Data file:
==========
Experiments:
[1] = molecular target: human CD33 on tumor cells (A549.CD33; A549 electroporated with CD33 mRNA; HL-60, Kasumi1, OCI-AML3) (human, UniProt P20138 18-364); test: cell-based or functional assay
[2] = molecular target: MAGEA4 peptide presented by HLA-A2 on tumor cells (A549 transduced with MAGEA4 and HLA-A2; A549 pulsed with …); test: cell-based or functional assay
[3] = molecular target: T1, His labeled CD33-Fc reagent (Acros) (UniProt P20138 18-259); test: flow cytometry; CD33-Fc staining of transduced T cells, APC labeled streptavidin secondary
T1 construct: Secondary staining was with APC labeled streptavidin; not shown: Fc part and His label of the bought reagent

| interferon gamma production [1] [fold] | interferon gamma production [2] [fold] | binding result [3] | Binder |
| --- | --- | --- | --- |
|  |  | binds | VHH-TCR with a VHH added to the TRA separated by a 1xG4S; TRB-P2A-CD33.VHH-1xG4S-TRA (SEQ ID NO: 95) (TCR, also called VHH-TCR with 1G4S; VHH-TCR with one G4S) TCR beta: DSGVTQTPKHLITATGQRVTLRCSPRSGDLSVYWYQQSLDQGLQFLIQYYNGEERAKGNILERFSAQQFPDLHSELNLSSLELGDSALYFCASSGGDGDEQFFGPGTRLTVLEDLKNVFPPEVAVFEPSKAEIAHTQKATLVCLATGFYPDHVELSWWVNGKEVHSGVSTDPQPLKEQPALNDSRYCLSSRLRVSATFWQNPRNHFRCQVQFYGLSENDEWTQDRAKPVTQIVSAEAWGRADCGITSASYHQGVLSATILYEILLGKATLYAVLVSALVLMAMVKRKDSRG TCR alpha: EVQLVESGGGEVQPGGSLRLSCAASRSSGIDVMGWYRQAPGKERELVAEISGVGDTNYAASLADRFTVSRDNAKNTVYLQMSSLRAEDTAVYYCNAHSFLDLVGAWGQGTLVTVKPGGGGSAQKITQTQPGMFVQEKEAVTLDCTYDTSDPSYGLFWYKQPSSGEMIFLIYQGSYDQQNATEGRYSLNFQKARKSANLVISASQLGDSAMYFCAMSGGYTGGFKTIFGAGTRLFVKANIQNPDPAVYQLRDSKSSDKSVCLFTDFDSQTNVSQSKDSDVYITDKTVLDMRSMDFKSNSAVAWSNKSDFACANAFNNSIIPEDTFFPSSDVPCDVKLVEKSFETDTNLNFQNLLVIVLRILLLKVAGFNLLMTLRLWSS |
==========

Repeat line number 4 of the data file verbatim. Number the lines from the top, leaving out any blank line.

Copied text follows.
[3] = molecular target: T1, His labeled CD33-Fc reagent (Acros) (UniProt P20138 18-259); test: flow cytometry; CD33-Fc staining of transduced T cells, APC labeled streptavidin secondary